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I'm an Italian junior developer at my first work experience, I was hired barely 1 year ago. I'm currently working in a project for a start-up, one of my company's clients. I joined this project a few weeks ago, but there are some of my co-workers who are on this project since the beginning of the year. The project is immense, there are a lot of things to do and management is quite demanding, plus the client is very very in a hurry. There are deadlines to meet.

My contract states I have to work from 9am to 6pm, but it happened once that I had to stay 1 hour longer, so I left at 7pm. The next day, I left on time but I had to work 1 hour from home, always because of a close deadline.

Both times I didn't request to be paid extra for my overtime, also because the process is quite difficult. To be paid for the overtime, it needs to be approved from my line manager, who isn't at the client office, but in my company headquarter. Also, I talked about this with one of my coworkers, who is also a junior developer, and he puts a lot of unpaid overtimes. He often leaves at 7pm, sometimes even at 8pm or 9pm, but he didn't get paid for this, because he simply didn't tell this to my line manager.

He said "If I need more time to work on my task, from the manager's perspective it could mean that I'm not good at doing my job, hence why I need more time. So, I shouldn't be paid, because it's my fault if I couldn't leave the office at 6pm"

Should I do the same, aka not request to be paid for my overtime whenever there is a deadline and I can't complete the task on time, and there is need to stay longer? What should I say or do the next time it happen?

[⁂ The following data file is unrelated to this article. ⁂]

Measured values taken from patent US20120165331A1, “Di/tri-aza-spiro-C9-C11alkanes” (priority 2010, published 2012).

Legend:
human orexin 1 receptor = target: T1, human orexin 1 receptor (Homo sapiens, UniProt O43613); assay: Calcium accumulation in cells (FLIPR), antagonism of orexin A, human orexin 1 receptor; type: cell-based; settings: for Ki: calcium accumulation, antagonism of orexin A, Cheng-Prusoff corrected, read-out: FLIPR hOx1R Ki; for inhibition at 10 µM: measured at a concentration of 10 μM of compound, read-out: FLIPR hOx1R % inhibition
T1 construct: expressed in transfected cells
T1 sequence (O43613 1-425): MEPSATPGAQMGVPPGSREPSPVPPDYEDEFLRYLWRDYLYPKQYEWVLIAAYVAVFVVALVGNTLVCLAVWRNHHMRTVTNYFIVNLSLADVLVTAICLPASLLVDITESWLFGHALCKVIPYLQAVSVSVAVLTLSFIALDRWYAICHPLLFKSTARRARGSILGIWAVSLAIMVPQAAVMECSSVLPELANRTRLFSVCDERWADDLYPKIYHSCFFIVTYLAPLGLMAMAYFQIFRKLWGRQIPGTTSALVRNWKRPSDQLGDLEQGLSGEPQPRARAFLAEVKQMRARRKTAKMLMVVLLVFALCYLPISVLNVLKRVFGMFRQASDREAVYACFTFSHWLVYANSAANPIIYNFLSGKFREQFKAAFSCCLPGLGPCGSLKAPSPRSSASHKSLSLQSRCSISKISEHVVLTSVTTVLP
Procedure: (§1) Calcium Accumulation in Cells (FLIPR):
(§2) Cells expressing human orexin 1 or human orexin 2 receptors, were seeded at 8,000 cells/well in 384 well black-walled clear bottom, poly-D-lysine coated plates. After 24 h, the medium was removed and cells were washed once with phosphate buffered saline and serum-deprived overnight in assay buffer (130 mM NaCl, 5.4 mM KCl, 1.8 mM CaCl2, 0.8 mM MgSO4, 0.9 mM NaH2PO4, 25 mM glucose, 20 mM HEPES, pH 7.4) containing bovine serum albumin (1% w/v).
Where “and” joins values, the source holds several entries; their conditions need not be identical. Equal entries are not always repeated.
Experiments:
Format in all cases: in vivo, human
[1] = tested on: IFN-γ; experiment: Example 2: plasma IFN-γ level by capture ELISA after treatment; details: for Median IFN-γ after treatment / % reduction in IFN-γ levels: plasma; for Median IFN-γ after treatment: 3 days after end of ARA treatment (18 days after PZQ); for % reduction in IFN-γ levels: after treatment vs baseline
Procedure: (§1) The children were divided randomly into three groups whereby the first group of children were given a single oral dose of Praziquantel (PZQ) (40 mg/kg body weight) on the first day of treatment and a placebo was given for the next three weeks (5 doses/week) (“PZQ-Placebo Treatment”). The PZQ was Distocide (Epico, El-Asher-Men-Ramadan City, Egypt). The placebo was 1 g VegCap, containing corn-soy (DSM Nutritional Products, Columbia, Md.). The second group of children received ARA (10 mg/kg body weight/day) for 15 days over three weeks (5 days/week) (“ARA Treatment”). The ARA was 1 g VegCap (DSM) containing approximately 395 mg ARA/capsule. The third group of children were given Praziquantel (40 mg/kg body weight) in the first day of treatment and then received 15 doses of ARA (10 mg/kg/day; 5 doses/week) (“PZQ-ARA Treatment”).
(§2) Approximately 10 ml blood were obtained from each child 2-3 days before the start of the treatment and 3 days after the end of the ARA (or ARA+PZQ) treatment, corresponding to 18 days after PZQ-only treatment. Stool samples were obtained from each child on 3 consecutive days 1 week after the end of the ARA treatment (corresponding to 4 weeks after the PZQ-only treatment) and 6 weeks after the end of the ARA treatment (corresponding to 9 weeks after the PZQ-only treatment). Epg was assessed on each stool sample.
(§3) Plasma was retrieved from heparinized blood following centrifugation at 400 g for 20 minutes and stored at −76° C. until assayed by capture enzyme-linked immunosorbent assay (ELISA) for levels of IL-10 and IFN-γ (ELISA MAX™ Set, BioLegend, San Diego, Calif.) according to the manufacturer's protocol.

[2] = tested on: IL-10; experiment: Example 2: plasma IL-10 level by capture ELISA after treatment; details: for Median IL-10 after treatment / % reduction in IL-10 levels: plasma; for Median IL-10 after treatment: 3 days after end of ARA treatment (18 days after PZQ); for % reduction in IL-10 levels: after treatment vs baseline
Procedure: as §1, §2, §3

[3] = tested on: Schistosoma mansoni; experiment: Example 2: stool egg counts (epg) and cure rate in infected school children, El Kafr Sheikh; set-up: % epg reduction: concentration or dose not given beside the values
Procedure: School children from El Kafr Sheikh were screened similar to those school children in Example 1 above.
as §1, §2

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    The project is immense, there are a lot of things to do and management is quite demanding, plus the client is very very in a hurry. There are deadlines to meet. - Welcome to workplace!! – Sourav Ghosh Sep 26 at 14:02
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    "If I need more time to work on my task, from the manager's perspective it could mean that I'm not good at doing my job..." - Would any worker think this way? Suppose your job is to fix air conditioners. Maybe the best repairman can fix twice as many as you. Does that mean you need to work twice as many hours (without extra pay) to keep up with him? – Brandin Sep 26 at 14:44
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    What does your contract say about overtime? This is going to depend a lot on what that says and if there are any local laws applicable to you. – David K Sep 26 at 15:56
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    @Brandin but the air-conditioner-fixer would be comparing themself to the expectation for that role (based on level of seniority, experience, pay etc) rather than to the "best in the world" repairer. In the software world it may be that we have requirement X and a senior dev could do that in 4 hours but it would take the typical junior dev 12 hours. If it took a specific junior dev significantly longer than the 12 hours I can see how they may be reluctant to bring this to management if it would appear that they were "slower" than what's the norm for their level. – seventyeightist Sep 26 at 19:18